It was absurd. I would put in my quote and on the invoice that the paint would not last thru the winter and would have to be re-worked when the weather broke.

Some didn't like the wording but I wanted to CYA.

Then again the flipper I mentioned earlier painted an exterior steel door in mid Indiana winter. Thing was probably still wet when he sold the place. --107.147.xx.xx

Buying a Flip (by Ken [NY]) Posted on: Jan 17, 2024 9:28 AM

Nicole, yes there is a paint for lower temperatures but i wouldnt count on it, i would expect it to be as zero said --74.77.xx.xx

Buying a Flip (by mike [CA]) Posted on: Feb 1, 2024 5:45 PM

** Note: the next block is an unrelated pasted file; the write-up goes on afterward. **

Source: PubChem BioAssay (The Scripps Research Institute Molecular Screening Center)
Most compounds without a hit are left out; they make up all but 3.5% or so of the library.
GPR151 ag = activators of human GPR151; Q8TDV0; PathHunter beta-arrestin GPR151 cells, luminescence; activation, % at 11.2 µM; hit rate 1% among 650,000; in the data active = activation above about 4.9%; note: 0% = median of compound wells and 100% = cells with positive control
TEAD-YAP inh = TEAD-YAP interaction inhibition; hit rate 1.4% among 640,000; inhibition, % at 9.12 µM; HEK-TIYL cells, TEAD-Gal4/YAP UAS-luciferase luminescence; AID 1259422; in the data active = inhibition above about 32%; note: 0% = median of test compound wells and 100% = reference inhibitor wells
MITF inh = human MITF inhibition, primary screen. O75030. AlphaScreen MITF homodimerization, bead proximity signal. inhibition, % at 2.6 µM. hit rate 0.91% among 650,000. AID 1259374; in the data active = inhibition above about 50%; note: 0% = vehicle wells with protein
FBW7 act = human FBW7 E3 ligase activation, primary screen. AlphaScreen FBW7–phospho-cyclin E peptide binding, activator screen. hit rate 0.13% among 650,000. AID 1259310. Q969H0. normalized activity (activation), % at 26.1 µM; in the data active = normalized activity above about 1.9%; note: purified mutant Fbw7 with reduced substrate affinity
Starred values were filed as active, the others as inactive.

i did a LOT of roof work for one of the biggest flippers in san diego after the mortgage meltdown. i would not buy one of their properties. lipstick on a pig. it got so bad i told them i would not work behind 2 of their 4 crews. if the flipper is a onesy twosy like me...sure. but a serial flipper...hard no --75.80.xx.xx

Buying a Flip (by BillW [NJ]) Posted on: Feb 6, 2024 10:17 PM

Good to know. Thanks Mike --96.242.xx.xx